Hurricane Journal #1

It’s eight-thirty in the morning, and hurricane Juan is still bombarding our cave with wind and rain. Nature’s dance has become frantic, with the trees bending as they meet the wind and his hammer.

There’s a steady beep coming from the alarm system that is punching through my thoughts now. It’s an unpleasant and arificial sound in direct conflict with the beauty of the storm’s wind, rain and calm-induced song. The tapping drum on the window and the roaring leaves comfort, but the man-made alert frustrates and pushes back peace.

Rain is falling hard, as it was last night, forming rivers over the sidewalk and road. The front lawn is covered with the bodies of defeated leaves, cut down before they could even begin on the path to brilliant yellows, oranges and reds. The air is winning against the earth in this battle.

From this living room window I see a family passing, a father and his children, a daughter and a son, braving the weather to the sound of sudden sirens and traffic.

Down the street dark earth is visable where a great maple was up-rooted. It leans toward a house with gentle forebodance. All along the road lie the limbs of its cousins.

I opened the window some to let in more of the sounds. A larger number of cars seems to be in motion now, and voices are reaching through the gusts and down pour. Rowdy teenagers are passing and acting brave before running from the rain.

A flash of lightning and thunder have brought back their further warning, while city repair crews have just arrived. A woman with a red and white umbrella watches them intently. Now beyond my view, only waves of sound bear witness to the engines’ work. Orange light is sweeping across houses on the other side of the street.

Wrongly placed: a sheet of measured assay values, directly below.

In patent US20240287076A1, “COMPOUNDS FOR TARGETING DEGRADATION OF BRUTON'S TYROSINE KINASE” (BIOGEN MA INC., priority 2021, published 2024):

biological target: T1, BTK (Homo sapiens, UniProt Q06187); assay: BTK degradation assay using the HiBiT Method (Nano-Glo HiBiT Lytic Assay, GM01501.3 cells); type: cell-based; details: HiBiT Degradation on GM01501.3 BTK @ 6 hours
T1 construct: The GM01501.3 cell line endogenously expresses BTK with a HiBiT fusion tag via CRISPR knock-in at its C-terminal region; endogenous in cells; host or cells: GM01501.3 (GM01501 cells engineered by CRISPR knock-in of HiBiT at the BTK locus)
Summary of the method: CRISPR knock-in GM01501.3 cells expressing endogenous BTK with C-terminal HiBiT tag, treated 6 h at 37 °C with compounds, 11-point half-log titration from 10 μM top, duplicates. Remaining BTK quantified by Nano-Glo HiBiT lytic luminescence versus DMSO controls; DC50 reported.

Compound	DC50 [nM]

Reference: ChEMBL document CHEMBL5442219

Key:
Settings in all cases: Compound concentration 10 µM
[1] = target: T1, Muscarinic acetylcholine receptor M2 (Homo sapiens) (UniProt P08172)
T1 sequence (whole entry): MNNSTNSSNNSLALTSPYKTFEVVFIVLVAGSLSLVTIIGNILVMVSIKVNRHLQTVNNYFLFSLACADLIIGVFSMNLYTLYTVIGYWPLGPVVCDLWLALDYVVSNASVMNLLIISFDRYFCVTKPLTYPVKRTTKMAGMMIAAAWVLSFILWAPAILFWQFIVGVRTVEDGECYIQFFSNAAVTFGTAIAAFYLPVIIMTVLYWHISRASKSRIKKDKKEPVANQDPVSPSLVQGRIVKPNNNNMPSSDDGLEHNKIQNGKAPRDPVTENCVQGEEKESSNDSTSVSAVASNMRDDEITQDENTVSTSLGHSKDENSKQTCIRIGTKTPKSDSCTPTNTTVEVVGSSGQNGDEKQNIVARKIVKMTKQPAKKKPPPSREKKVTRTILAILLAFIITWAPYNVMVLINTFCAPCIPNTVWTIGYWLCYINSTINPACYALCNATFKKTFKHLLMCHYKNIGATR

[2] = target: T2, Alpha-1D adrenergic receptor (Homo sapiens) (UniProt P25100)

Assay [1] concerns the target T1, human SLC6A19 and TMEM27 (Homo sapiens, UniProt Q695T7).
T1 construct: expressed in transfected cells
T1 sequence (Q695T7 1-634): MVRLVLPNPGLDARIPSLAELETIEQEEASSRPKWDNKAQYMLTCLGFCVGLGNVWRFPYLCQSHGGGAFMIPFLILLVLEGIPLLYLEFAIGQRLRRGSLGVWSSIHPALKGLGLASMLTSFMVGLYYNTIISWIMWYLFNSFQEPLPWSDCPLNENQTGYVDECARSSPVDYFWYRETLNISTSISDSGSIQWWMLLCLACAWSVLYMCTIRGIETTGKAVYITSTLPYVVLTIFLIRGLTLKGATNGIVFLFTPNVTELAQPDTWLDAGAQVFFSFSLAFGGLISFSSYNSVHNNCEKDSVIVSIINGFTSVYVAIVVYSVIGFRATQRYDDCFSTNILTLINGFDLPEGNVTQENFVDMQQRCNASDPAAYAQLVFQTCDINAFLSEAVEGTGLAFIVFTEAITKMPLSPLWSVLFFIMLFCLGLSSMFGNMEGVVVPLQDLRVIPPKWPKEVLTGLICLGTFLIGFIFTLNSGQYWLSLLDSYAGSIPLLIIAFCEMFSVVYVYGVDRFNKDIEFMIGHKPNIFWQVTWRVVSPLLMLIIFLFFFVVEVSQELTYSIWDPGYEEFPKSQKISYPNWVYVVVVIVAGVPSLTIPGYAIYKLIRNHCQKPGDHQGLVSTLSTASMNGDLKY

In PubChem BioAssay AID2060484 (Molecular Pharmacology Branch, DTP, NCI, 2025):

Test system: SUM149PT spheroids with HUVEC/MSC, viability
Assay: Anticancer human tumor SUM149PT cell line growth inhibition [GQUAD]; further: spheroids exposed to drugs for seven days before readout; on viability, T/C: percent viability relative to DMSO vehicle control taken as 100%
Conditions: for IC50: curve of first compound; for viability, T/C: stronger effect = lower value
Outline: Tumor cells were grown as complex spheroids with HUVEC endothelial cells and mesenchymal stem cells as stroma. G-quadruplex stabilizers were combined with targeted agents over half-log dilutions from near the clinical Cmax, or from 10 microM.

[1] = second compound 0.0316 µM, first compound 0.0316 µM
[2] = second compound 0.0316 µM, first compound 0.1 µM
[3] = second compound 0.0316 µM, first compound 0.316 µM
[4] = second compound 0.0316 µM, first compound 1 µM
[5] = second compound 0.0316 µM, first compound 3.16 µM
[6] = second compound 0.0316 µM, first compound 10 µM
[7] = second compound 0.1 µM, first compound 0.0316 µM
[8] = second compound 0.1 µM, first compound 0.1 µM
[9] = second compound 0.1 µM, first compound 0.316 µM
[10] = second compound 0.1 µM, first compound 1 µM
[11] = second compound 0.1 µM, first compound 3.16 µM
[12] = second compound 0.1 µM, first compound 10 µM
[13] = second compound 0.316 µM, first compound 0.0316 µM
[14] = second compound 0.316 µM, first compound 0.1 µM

My roommates Greg and Nathan are sleeping, unaware of all this motion, perhaps dreaming of the eye. This storm’s eye seemed to be here a couple hours ago, when the air was calm and free of droplets.

“Having fun so far?” drifts up to me, breaking away from two men’s conversation obscenely. In such weather perhaps such jovial remarks are a needed distraction from the damage.

More people are walking the sidewalks dressed in their rain coats and soaked to the bone. Children too young to remember another hurricane are speaking with wonder in their voices. Seniours are weathering this storm like they have countless others.

All this is happening throughout the city and province, while I’m sitting safely here in this chair by the window, with my pen in hand and my phone ready beside me. Such calm seems so strange amid the lashing or limbs and cry of the wind merely beyond the glass.

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